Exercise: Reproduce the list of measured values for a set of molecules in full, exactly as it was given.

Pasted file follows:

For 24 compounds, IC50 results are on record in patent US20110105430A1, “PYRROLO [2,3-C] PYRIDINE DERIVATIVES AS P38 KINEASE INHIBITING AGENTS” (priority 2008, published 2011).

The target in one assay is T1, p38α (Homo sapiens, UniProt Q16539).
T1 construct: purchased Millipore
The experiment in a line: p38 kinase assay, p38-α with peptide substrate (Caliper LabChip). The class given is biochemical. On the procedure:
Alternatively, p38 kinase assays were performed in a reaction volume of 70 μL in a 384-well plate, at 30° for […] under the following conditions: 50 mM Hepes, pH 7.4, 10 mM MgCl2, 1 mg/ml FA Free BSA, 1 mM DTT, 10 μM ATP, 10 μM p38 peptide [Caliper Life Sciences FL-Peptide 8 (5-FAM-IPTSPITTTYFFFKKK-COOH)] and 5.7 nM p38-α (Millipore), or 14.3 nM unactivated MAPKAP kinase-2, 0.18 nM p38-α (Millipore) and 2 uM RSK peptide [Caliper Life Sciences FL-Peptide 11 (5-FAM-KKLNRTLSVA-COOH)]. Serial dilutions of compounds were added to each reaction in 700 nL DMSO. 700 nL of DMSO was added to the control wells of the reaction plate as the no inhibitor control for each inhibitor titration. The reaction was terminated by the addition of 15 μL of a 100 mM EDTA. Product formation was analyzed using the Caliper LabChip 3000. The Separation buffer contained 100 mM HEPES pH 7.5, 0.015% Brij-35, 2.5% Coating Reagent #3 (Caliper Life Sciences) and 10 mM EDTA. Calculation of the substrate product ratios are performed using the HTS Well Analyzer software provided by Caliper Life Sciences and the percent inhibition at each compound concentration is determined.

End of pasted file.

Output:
For 24 compounds, IC50 results are on record in patent US20110105430A1, “PYRROLO [2,3-C] PYRIDINE DERIVATIVES AS P38 KINEASE INHIBITING AGENTS” (priority 2008, published 2011).

The target in one assay is T1, p38α (Homo sapiens, UniProt Q16539).
T1 construct: purchased Millipore
The experiment in a line: p38 kinase assay, p38-α with peptide substrate (Caliper LabChip). The class given is biochemical. On the procedure:
Alternatively, p38 kinase assays were performed in a reaction volume of 70 μL in a 384-well plate, at 30° for […] under the following conditions: 50 mM Hepes, pH 7.4, 10 mM MgCl2, 1 mg/ml FA Free BSA, 1 mM DTT, 10 μM ATP, 10 μM p38 peptide [Caliper Life Sciences FL-Peptide 8 (5-FAM-IPTSPITTTYFFFKKK-COOH)] and 5.7 nM p38-α (Millipore), or 14.3 nM unactivated MAPKAP kinase-2, 0.18 nM p38-α (Millipore) and 2 uM RSK peptide [Caliper Life Sciences FL-Peptide 11 (5-FAM-KKLNRTLSVA-COOH)]. Serial dilutions of compounds were added to each reaction in 700 nL DMSO. 700 nL of DMSO was added to the control wells of the reaction plate as the no inhibitor control for each inhibitor titration. The reaction was terminated by the addition of 15 μL of a 100 mM EDTA. Product formation was analyzed using the Caliper LabChip 3000. The Separation buffer contained 100 mM HEPES pH 7.5, 0.015% Brij-35, 2.5% Coating Reagent #3 (Caliper Life Sciences) and 10 mM EDTA. Calculation of the substrate product ratios are performed using the HTS Well Analyzer software provided by Caliper Life Sciences and the percent inhibition at each compound concentration is determined.